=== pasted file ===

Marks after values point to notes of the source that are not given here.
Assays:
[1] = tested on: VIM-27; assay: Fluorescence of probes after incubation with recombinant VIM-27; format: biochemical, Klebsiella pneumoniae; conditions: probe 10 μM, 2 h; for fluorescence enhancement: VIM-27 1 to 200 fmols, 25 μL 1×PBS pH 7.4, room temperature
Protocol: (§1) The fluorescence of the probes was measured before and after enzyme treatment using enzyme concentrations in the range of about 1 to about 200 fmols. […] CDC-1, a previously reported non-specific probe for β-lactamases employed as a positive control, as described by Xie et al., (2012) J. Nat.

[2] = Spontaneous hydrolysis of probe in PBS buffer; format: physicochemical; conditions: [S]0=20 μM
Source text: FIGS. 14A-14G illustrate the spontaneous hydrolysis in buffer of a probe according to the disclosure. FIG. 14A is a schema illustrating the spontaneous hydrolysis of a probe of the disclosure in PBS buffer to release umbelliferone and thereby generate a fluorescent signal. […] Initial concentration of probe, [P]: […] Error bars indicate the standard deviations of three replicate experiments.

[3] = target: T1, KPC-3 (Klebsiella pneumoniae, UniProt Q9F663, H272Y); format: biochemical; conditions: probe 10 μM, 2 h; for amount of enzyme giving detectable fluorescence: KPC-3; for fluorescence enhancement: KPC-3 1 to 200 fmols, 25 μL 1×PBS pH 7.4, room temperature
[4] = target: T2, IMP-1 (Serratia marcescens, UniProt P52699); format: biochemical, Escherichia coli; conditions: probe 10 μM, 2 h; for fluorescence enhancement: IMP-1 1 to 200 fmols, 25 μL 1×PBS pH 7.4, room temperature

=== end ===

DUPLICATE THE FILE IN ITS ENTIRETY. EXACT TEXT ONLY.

Marks after values point to notes of the source that are not given here.
Assays:
[1] = tested on: VIM-27; assay: Fluorescence of probes after incubation with recombinant VIM-27; format: biochemical, Klebsiella pneumoniae; conditions: probe 10 μM, 2 h; for fluorescence enhancement: VIM-27 1 to 200 fmols, 25 μL 1×PBS pH 7.4, room temperature
Protocol: (§1) The fluorescence of the probes was measured before and after enzyme treatment using enzyme concentrations in the range of about 1 to about 200 fmols. […] CDC-1, a previously reported non-specific probe for β-lactamases employed as a positive control, as described by Xie et al., (2012) J. Nat.

[2] = Spontaneous hydrolysis of probe in PBS buffer; format: physicochemical; conditions: [S]0=20 μM
Source text: FIGS. 14A-14G illustrate the spontaneous hydrolysis in buffer of a probe according to the disclosure. FIG. 14A is a schema illustrating the spontaneous hydrolysis of a probe of the disclosure in PBS buffer to release umbelliferone and thereby generate a fluorescent signal. […] Initial concentration of probe, [P]: […] Error bars indicate the standard deviations of three replicate experiments.

[3] = target: T1, KPC-3 (Klebsiella pneumoniae, UniProt Q9F663, H272Y); format: biochemical; conditions: probe 10 μM, 2 h; for amount of enzyme giving detectable fluorescence: KPC-3; for fluorescence enhancement: KPC-3 1 to 200 fmols, 25 μL 1×PBS pH 7.4, room temperature
[4] = target: T2, IMP-1 (Serratia marcescens, UniProt P52699); format: biochemical, Escherichia coli; conditions: probe 10 μM, 2 h; for fluorescence enhancement: IMP-1 1 to 200 fmols, 25 μL 1×PBS pH 7.4, room temperature